Posted by:on February 11th, 2007
A few days ago I went skateboarding at DOS (Department of Skateboarding for the PDX uninitiated) with a friend. This is a friend that I have known for nearly 10 years now. I friend that I met on the other side of the country, and that I have remained very close with throughout many of lifes changes: jobs, states, fatness, thinness, relationships, deaths. Everything. We used to skateboard together at work a long time ago, and we still skateboard together today.
During this session at DOS with my friend I saw a familiar face. I say familiar because it’s a face that I knew, but not one that I had seen recently. Not at all. This time, it was another friend from my days in the mountains of Colorado. I hadn’t seen him in many years. He was here on business and he did what skateboarders who travel for business do. They go to the local skatepark and ride their skateboards.
So, I was now engaged in a session with a good friend of 10 years who I do get to see very often, and then another friend from about 12 years back that I haven’t seen in many. It was as if we all got together and did this all the time.
Upon starting my job at Burton I remember being somewhat taken aback by the lack of skateboarders in the place. Coming from the Midwest it was always my thought that snowboarders were just skateboarders in cold places. I had completely undersold ski culture and the fact that snowboarders were just becoming snowboarders out of the blue in the mid 1990’s. No skateboarding required.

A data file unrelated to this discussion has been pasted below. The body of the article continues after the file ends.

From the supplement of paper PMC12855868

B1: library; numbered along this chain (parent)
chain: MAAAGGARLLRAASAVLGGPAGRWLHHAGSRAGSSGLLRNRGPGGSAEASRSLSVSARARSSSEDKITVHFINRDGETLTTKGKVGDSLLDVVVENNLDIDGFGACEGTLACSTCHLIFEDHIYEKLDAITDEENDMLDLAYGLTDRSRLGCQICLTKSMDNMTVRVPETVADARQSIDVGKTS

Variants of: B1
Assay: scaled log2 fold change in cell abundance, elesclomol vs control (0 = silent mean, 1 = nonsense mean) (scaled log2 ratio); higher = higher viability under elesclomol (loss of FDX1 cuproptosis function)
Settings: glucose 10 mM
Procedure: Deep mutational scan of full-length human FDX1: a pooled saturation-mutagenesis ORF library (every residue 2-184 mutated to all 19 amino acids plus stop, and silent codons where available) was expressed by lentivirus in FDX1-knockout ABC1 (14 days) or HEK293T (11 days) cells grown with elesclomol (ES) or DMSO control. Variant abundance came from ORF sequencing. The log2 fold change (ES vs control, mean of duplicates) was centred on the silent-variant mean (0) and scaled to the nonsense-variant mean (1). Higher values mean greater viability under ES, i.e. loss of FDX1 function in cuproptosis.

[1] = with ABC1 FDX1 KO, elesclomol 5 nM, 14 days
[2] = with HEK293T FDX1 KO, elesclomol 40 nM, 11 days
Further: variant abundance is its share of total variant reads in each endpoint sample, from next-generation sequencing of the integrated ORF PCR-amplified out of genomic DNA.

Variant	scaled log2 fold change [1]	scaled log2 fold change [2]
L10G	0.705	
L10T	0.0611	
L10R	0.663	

Still, one person in that place stuck out as a skateboarders’ skateboarder, and he and I immediately became fast friends. We are still very good and close friends today, because we share the same set of values and a lot of the same experiences.
Growing up skateboarding in the 1980’s did this to me. It did this to us all. We are veterans of a cultural war that the youth of today reap benefit from. We bear scars of age and of battles won against cities, cops and rednecks. Things that in many cases you don’t have to fight against today.
The skateboarding community is an amazing thing. There are not many other cultures that I know of that would allow circumstances like this to happen. Anywhere I go I have friends, or I make them. Immediately. I can always get a couch to crash on, a cold beer and a slice of pizza.
I am sure that on my next skateboarding adventure anywhere more friends will either be found, or new ones made, and for that I am always most grateful.
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